Human Nature in Its Fourfold State

Human Nature in Its Fourfold State

by Thomas Boston
     
 

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There are four things very necessary to be known by all who would see heaven:
1. What man was in the state of innocence, as God made him.
2. What he is in the state of corrupt nature, as he has unmade himself.
3. What he must be in the state of grace, as created in Christ Jesus unto good works, if ever he be made a partaker of the inheritance of the

Overview

There are four things very necessary to be known by all who would see heaven:
1. What man was in the state of innocence, as God made him.
2. What he is in the state of corrupt nature, as he has unmade himself.
3. What he must be in the state of grace, as created in Christ Jesus unto good works, if ever he be made a partaker of the inheritance of the saints in light.
4. What he will be in his eternal state, as made by the Judge of all, either perfectly happy, or completely miserable, and that forever.
These are weighty points, which touch the vitals of practical godliness, from which most men, and even many professors, in these dregs of time, are quite estranged. I design, therefore, under the divine conduct, to open up these things, and apply them.
In Human Nature in its Fourfold State Thomas Boston addresses each of these four points and more. This will prove a truly informative and inspiring work for Christians and all who desire a closer relationship with God.

Product Details

ISBN-13:
9781479240050
Publisher:
CreateSpace Publishing
Publication date:
09/02/2012
Pages:
380
Product dimensions:
6.00(w) x 9.00(h) x 0.78(d)

Meet the Author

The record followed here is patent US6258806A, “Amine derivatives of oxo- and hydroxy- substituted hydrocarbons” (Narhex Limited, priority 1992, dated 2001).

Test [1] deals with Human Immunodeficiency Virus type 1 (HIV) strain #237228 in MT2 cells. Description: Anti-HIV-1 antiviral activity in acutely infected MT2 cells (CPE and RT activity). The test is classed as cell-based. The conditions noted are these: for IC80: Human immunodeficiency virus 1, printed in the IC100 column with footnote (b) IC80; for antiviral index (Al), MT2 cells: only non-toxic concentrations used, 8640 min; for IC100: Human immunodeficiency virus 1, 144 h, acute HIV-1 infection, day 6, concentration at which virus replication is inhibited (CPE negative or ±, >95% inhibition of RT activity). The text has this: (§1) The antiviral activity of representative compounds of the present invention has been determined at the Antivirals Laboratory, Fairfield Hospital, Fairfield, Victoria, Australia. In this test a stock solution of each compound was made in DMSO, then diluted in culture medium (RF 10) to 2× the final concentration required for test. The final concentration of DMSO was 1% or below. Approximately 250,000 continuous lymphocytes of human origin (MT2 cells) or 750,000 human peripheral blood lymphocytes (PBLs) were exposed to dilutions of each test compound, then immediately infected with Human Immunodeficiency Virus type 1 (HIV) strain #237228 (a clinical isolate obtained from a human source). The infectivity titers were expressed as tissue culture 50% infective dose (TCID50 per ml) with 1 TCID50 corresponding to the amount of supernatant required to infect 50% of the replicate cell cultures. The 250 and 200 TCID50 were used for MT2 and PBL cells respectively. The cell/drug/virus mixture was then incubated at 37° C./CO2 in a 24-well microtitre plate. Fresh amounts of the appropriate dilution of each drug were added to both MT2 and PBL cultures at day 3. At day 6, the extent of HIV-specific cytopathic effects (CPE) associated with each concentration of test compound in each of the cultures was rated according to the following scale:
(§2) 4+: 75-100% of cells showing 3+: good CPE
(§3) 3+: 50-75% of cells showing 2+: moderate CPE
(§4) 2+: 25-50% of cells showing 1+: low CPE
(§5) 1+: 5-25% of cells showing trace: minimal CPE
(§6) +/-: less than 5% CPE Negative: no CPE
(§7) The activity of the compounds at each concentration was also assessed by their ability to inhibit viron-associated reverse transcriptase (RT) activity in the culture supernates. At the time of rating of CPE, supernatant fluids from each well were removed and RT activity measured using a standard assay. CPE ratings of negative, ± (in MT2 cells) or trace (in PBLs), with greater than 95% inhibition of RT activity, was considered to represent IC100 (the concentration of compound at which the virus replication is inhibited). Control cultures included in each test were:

Thomas Boston - (1677-1732), Scottish church leader Boston was born at Duns. His father, John Boston, and his mother, Alison Trotter, were both Covenanters. He was educated at Edinburgh, and licensed in 1697 by the presbytery of Chirnside. In 1699 he became minister of the small parish of Simprin, where there were only 90 examinable persons. In 1704 he found, while visiting a member of his flock, a book brought into Scotland by a commonwealth soldier. This was the famous Marrow of Modern Divinity, by Edward Fisher, a compendium of the opinions of leading Reformation divines on the doctrine of grace and the offer of the Gospel, which set off the Marrow Controversy. Its object was to demonstrate the unconditional freeness of the Gospel. It cleared away such conditions as repentance, or some degree of outward or inward reformation, and argued that where Christ is heartily received, full repentance and a new life follow. On Boston's recommendation, James Hog of Carnock reprinted The Marrow in 1718; and Boston also published an edition with notes of his own. The book, being attacked from the standpoint of high Calvinism, became the standard of a far-reaching movement in Scottish Presbyterians. The Marrow men were marked by the zeal of their service and the effect of their preaching. As they remained Calvinists they could not preach a universal atonement; rather they were particular redemptionists. In 1707 Boston was transferred to Ettrick, Scotland. He distinguished himself by being the only member of the assembly who entered a protest against what he deemed the inadequate sentence passed on John Simson, professor of divinity at Glasgow, who was accused of heterodox teaching on the Incarnation. Boston, if unduly introspective, was a man of singular piety and amiability. His autobiography is an interesting record of Scottish life, full of sincerity and tenderness, and not devoid of humorous touches, intentional and otherwise. His books, The Fourfold State, The Crook in the Lot, and his Body of Divinityand Miscellanies, had a powerful influence over the Scottish peasantry. His Memoirswere published in 1776. An edition of his works in 12 volumes appeared in 1849.

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